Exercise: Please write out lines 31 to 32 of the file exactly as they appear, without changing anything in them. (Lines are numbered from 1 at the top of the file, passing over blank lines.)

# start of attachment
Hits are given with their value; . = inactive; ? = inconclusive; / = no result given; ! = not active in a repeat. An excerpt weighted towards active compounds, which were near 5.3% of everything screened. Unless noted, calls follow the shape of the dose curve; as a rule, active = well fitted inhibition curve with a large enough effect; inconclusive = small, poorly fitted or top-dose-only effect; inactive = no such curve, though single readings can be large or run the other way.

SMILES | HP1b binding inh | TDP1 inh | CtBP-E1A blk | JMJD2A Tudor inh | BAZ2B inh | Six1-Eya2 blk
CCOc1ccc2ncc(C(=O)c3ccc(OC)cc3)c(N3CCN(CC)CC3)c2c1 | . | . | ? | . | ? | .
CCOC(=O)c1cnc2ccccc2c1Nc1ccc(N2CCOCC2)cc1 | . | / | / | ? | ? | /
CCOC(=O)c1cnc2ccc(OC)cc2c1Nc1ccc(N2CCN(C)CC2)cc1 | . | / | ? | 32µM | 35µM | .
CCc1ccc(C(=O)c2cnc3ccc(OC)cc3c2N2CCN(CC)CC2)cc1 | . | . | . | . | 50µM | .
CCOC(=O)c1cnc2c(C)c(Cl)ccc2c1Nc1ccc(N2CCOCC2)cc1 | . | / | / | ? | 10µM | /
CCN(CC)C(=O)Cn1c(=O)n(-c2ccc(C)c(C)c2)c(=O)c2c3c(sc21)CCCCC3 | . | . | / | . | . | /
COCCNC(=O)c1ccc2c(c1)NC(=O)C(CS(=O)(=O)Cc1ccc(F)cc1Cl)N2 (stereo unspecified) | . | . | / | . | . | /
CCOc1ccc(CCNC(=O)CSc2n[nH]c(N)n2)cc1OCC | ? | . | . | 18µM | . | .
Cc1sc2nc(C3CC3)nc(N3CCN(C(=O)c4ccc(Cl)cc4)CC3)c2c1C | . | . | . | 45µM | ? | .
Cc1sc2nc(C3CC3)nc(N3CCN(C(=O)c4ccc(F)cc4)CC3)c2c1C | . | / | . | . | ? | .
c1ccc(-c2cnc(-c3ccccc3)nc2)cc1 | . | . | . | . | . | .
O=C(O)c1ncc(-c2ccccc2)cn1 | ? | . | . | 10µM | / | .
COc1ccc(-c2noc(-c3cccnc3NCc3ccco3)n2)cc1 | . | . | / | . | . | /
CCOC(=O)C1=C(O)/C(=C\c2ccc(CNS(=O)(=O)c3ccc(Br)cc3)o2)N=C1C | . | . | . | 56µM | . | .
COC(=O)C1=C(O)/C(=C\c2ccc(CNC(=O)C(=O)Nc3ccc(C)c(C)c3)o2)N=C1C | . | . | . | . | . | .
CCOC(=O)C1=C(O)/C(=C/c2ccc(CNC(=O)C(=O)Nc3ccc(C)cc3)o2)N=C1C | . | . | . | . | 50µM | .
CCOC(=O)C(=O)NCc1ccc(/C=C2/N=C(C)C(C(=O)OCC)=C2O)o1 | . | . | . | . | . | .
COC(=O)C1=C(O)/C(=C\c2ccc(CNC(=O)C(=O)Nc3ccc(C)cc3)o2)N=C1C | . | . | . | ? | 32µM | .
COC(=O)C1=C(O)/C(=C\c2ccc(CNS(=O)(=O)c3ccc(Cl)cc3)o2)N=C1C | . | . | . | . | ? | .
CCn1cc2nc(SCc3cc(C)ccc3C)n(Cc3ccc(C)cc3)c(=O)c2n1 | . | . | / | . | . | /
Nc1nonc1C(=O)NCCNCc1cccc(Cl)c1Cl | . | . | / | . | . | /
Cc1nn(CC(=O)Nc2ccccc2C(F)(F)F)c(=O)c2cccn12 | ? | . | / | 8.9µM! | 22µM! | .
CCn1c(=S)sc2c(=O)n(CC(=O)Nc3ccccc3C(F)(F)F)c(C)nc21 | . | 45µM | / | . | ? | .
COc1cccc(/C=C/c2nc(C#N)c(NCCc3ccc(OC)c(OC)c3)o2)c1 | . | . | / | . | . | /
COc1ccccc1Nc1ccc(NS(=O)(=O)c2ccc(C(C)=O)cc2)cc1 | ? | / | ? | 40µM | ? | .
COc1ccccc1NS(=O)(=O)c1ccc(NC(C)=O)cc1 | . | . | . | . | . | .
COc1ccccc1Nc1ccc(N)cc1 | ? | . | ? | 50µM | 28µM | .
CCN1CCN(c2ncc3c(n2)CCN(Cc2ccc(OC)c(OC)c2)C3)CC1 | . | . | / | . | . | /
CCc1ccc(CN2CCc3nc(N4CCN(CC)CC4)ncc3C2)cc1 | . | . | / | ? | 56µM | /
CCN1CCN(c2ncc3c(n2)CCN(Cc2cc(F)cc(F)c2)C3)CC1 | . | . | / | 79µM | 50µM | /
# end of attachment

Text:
CCc1ccc(CN2CCc3nc(N4CCN(CC)CC4)ncc3C2)cc1 | . | . | / | ? | 56µM | /
CCN1CCN(c2ncc3c(n2)CCN(Cc2cc(F)cc(F)c2)C3)CC1 | . | . | / | 79µM | 50µM | /